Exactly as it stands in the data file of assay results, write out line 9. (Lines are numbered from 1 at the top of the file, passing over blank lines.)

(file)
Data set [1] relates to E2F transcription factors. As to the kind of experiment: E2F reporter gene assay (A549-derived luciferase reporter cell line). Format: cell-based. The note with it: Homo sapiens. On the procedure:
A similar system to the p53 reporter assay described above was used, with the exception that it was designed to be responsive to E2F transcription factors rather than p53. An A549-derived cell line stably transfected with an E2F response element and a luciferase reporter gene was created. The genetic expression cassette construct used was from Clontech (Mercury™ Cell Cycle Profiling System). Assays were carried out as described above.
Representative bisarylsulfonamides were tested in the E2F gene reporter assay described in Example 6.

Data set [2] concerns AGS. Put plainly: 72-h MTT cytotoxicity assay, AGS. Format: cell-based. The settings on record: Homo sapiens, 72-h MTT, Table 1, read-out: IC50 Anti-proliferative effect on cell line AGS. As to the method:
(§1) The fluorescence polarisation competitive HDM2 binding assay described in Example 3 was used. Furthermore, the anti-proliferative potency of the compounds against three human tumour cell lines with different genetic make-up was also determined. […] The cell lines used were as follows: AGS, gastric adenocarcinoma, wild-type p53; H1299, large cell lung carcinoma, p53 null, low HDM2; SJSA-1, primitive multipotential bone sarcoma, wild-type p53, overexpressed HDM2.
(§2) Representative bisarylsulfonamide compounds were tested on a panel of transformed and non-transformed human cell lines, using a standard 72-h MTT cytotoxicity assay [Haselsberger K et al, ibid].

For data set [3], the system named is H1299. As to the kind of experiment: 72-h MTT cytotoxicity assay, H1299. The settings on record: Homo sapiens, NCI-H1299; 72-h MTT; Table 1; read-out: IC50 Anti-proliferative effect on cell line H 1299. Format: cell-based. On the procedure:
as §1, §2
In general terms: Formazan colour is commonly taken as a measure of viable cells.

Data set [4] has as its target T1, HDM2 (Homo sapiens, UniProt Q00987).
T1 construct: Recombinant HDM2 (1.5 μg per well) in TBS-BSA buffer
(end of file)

In general terms: Formazan colour is commonly taken as a measure of viable cells.